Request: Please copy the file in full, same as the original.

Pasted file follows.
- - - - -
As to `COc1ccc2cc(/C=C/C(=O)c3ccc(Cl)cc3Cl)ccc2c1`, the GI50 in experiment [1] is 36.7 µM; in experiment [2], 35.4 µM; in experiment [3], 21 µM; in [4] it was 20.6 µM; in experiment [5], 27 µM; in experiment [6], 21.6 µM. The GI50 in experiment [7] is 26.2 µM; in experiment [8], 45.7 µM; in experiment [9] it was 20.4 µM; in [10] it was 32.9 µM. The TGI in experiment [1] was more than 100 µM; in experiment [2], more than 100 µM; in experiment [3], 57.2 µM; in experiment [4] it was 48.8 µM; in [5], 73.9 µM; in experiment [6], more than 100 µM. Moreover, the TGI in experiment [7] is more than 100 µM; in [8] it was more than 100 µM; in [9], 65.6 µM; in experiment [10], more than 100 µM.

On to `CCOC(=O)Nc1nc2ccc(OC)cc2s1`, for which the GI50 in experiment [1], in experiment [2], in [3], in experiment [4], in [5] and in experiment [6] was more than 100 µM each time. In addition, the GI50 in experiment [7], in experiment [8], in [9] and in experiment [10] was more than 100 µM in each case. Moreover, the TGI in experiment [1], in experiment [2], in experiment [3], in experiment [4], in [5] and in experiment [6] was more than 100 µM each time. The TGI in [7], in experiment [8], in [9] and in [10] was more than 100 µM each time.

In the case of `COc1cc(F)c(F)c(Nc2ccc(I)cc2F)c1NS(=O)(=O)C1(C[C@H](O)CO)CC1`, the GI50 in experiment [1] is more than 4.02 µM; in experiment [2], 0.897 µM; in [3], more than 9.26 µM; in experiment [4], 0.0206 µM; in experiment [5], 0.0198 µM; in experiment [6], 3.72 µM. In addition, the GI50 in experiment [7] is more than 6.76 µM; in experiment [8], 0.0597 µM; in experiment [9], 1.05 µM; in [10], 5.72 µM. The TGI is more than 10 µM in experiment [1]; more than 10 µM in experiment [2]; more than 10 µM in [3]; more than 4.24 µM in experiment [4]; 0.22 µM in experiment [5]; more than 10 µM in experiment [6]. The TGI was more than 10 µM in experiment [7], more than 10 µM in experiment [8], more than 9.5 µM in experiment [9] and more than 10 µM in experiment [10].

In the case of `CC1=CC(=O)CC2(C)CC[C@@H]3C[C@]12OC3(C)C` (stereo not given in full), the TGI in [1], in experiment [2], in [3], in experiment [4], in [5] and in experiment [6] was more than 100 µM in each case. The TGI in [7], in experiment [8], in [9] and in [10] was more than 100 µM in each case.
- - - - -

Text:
As to `COc1ccc2cc(/C=C/C(=O)c3ccc(Cl)cc3Cl)ccc2c1`, the GI50 in experiment [1] is 36.7 µM; in experiment [2], 35.4 µM; in experiment [3], 21 µM; in [4] it was 20.6 µM; in experiment [5], 27 µM; in experiment [6], 21.6 µM. The GI50 in experiment [7] is 26.2 µM; in experiment [8], 45.7 µM; in experiment [9] it was 20.4 µM; in [10] it was 32.9 µM. The TGI in experiment [1] was more than 100 µM; in experiment [2], more than 100 µM; in experiment [3], 57.2 µM; in experiment [4] it was 48.8 µM; in [5], 73.9 µM; in experiment [6], more than 100 µM. Moreover, the TGI in experiment [7] is more than 100 µM; in [8] it was more than 100 µM; in [9], 65.6 µM; in experiment [10], more than 100 µM.

On to `CCOC(=O)Nc1nc2ccc(OC)cc2s1`, for which the GI50 in experiment [1], in experiment [2], in [3], in experiment [4], in [5] and in experiment [6] was more than 100 µM each time. In addition, the GI50 in experiment [7], in experiment [8], in [9] and in experiment [10] was more than 100 µM in each case. Moreover, the TGI in experiment [1], in experiment [2], in experiment [3], in experiment [4], in [5] and in experiment [6] was more than 100 µM each time. The TGI in [7], in experiment [8], in [9] and in [10] was more than 100 µM each time.

In the case of `COc1cc(F)c(F)c(Nc2ccc(I)cc2F)c1NS(=O)(=O)C1(C[C@H](O)CO)CC1`, the GI50 in experiment [1] is more than 4.02 µM; in experiment [2], 0.897 µM; in [3], more than 9.26 µM; in experiment [4], 0.0206 µM; in experiment [5], 0.0198 µM; in experiment [6], 3.72 µM. In addition, the GI50 in experiment [7] is more than 6.76 µM; in experiment [8], 0.0597 µM; in experiment [9], 1.05 µM; in [10], 5.72 µM. The TGI is more than 10 µM in experiment [1]; more than 10 µM in experiment [2]; more than 10 µM in [3]; more than 4.24 µM in experiment [4]; 0.22 µM in experiment [5]; more than 10 µM in experiment [6]. The TGI was more than 10 µM in experiment [7], more than 10 µM in experiment [8], more than 9.5 µM in experiment [9] and more than 10 µM in experiment [10].

In the case of `CC1=CC(=O)CC2(C)CC[C@@H]3C[C@]12OC3(C)C` (stereo not given in full), the TGI in [1], in experiment [2], in [3], in experiment [4], in [5] and in experiment [6] was more than 100 µM in each case. The TGI in [7], in experiment [8], in [9] and in [10] was more than 100 µM in each case.